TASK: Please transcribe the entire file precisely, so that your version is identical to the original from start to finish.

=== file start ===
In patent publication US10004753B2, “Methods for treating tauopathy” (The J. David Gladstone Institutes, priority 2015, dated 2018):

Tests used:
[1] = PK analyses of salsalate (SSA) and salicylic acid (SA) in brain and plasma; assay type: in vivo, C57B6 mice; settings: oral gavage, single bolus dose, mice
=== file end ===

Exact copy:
In patent publication US10004753B2, “Methods for treating tauopathy” (The J. David Gladstone Institutes, priority 2015, dated 2018):

Tests used:
[1] = PK analyses of salsalate (SSA) and salicylic acid (SA) in brain and plasma; assay type: in vivo, C57B6 mice; settings: oral gavage, single bolus dose, mice